Eugene Robinson, Journalist: There was this powerful determination within the administration, that nothing like 9/11 would ever happen again. I mean, they racked their brains, like how did we not see this? How do we make sure that we never ever miss something like this again. In that sense, what you get is a classic overreaction, and you go not just into Afghanistan, but you go into Iraq.
Narrator: For President Bush, removing Saddam also presented an opportunity: to spread American values throughout the Middle East, and to put his personal stamp on history.
Lawrence Wright, Journalist: W’s opinion of the role of America and the world was very much formed by his father's experience in World War II. So many sons of fathers like that. Uh, they, they looked back at how America saved civilization as, as they saw it. That image of a powerful America sheltering the rest of the world under his arm was very much in, in Bush’s, mind.
SOT, President Bush: All of us need to understand it is now time to plant the flag of freedom firmly in our nation and around the world. Because what we do today will determine whether or not our children and our grandchildren can grow up in a life that we knew.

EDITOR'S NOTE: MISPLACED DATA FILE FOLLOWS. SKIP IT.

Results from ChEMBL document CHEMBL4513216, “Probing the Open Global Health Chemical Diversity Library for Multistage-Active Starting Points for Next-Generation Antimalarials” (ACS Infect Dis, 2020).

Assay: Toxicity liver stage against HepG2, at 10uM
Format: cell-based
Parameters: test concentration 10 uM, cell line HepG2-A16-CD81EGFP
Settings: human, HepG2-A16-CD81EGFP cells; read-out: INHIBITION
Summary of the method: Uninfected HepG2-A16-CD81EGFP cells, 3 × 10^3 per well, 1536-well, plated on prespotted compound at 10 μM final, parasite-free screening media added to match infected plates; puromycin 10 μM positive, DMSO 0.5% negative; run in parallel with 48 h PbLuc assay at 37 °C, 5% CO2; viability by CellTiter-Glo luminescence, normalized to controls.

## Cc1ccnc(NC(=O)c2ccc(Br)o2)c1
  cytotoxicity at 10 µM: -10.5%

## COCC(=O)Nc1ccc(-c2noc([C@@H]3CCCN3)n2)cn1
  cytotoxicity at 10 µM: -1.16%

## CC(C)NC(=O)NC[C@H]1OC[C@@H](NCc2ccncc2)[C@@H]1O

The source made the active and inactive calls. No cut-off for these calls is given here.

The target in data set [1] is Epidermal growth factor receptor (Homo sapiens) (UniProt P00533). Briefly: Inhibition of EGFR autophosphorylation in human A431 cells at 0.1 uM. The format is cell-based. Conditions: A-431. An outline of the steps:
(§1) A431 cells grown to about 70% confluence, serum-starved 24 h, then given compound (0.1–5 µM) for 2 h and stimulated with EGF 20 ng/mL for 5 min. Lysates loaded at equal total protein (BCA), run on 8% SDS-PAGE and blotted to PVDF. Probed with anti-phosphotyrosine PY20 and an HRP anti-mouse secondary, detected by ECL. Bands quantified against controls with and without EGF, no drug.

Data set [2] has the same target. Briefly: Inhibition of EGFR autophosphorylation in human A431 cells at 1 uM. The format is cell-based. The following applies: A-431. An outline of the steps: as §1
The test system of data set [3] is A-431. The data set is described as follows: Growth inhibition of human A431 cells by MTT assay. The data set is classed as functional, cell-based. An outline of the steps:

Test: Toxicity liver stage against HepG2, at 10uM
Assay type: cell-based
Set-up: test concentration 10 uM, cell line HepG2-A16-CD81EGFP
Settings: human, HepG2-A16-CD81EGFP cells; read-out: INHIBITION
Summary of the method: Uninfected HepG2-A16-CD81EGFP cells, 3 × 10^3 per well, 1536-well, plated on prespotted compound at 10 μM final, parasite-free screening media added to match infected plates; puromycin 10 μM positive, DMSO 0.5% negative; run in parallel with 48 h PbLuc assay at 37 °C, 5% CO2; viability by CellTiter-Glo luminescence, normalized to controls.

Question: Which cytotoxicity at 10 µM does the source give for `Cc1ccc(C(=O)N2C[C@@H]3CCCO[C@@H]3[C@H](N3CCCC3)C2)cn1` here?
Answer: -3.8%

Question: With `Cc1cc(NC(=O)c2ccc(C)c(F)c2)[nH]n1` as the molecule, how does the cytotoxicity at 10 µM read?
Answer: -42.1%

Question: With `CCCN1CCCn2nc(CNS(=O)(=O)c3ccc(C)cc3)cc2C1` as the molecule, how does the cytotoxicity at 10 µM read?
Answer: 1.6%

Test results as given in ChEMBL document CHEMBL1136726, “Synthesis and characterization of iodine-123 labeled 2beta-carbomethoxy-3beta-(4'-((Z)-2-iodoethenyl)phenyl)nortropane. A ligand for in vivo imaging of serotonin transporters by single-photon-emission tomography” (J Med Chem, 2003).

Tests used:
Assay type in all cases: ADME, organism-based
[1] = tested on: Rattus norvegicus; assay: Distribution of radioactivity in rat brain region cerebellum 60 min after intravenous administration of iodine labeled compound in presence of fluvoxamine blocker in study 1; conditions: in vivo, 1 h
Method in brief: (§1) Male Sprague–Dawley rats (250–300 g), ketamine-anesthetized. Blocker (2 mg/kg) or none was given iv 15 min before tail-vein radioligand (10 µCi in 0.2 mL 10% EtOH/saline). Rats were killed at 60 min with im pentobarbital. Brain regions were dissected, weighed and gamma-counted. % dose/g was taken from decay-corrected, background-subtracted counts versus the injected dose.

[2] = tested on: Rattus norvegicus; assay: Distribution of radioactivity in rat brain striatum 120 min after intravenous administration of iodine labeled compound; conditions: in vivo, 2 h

Lawrence Wilkerson, Chief of Staff to Colin Powell: He truly believed that there were things he was destined to do. And one of those things was to spread the American way in opportune moments. An almost evangelical sense of rectitude and righteousness did motivate Bush.
Narrator: Throughout late 2001 and early 2002, Bush moved closer to a decision to invade Iraq.
He ordered the Pentagon to revise its war plans, and tasked Cheney with turning up proof of Saddam’s weapons program.
Cheney threw himself into the effort, making frequent trips to CIA headquarters where he met directly with CIA analysts.
Ron Suskind, Journalist: And he’s saying in briefings, I want to hear everything, even the rawest intelligence, and there’s a pushback. You don’t want to hear the raw stuff. Some of it’s meaningless. You know, it hasn’t...it’s not vetted intelligence. But Cheney wants to hear everything. So Cheney’s getting a feed of fear.
Narrator: Cheney’s hands-on approach reflected a deep skepticism of the CIA’s ability to interpret its own intelligence.
Barton Gellman, Journalist: He was suspicious that the CIA as an institution was too conservative about threats, was willing to gloss things over, or required a higher standard of proof than Cheney believed was necessary in order to respond to a potential threat.
Narrator: Cheney had seen for himself how the CIA had missed Saddam’s nuclear weapons program during the first gulf war.
Michael Gerson, Chief Speechwriter: When they accounted for non-conventional weapons at the end of that war, they found a nuclear program by Saddam Hussein and his regime that was far more advanced than the intel that they had at the time. There was this feeling that we were underestimating the risk in this case.